• Hole in the wall stores: You know these stores…they’re often located on the “other side of the tracks”, and the sign out front simply says “Liquor.” When it comes to whisk(e)y, they probably sell far more small, flask-shaped bottles for under $10 than they sell Highland Park or Ardbeg. I’ve found some really interesting bottles at these stores, though…expressions that are no longer available at the more popular stores. I found a Dalmore 21, Glenmorangie 15, older dumpy bottles of HP 18, Aberlour a’bunadh Batch 15, and more. One store in particular had obviously purchased an initial stock of scotch around 2006/2007 and had never sold much of it. You can’t find this stuff at BevMo.

I’ve spent quite a bit of time visiting all of these stores, and I now have a pretty good idea in my head which expressions are available where, and who has the best price for a particular brand or even individual expression. Regardless of your stance on specialty vs big box, you should definitely spend some time at your local specialty store and get to know the people, their whiskies, and their pricing model. Sometimes they’ll have prices on certain expressions or brands that even the big box stores can’t touch. Plus, you’re more likely to get useful suggestions for new expressions to try.

If you get great service/advice at your local specialty store, please consider buying there, even if it’s a few dollars more than at BevMo or Total Wine. I mean, I get it if they’re charging 30-40% more and you decide to purchase elsewhere, but don’t run down the street to the big box to save $5 on a $75 bottle they just introduced you to.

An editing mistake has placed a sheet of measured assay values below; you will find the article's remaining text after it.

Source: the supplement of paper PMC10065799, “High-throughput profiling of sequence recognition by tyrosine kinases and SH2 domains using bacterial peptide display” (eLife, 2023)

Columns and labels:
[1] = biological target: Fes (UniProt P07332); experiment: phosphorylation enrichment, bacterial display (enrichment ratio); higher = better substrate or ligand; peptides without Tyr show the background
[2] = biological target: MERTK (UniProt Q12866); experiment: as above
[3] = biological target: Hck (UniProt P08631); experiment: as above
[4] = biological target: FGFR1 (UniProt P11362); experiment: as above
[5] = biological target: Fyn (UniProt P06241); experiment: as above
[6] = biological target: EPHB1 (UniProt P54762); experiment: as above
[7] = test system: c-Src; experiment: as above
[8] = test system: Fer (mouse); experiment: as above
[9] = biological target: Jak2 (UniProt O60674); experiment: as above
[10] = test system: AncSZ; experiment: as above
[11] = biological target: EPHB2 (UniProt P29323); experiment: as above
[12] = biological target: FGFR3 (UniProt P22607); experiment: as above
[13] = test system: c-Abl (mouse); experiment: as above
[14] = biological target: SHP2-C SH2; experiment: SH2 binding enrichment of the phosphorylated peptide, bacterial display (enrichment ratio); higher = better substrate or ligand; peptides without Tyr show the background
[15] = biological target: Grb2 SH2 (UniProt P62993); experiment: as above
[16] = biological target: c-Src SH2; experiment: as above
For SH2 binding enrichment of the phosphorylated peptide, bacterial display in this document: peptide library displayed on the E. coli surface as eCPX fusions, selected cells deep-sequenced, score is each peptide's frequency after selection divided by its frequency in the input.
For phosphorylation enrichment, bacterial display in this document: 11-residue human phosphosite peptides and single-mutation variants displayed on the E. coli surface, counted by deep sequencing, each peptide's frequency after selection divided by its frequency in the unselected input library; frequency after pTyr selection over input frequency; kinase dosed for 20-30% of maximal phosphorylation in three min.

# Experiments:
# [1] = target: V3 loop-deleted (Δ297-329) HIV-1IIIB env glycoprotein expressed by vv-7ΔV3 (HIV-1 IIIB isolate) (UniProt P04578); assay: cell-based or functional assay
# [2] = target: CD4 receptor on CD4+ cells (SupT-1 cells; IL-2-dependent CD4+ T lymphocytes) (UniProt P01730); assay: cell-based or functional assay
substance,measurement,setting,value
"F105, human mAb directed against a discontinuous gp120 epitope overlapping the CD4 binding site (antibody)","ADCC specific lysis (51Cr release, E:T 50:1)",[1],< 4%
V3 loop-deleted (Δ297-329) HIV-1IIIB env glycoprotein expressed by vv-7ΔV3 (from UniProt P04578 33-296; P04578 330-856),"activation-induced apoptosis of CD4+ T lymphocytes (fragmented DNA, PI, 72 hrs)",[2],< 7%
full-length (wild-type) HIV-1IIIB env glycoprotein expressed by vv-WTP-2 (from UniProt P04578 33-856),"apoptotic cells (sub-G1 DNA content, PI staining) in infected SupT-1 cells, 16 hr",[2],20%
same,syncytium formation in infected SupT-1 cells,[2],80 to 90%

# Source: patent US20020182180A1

U.S. mail order

I’ll go mail order for expressions I can’t find locally, or when the deal is just too good to pass up. Here are a few places I’ve ordered from with much success. If you can order several bottles at once, you really cut down on the shipping cost. However, I’ve tended to be a 1 or 2 bottle at a time buyer. There are deals to be had even with this purchasing approach.

  • Shopper’s Vineyard: Subscribe to their newsletter and follow them on Facebook or Twitter to keep tabs on their deals. Sometimes they even go so far as to offer near wholesale prices with free shipping!
  • Astor Wines: I purchased Lagavulin 16 from them for $50 plus shipping!
  • For Scotch Lovers: Join their newsletter and check out their Whisky Wednesday deals. They’re not all great, but there are some gems in there.

I also know people who have purchased from Beltramo’s, Hi Time Wine, and Binny’s very happily.

International mail order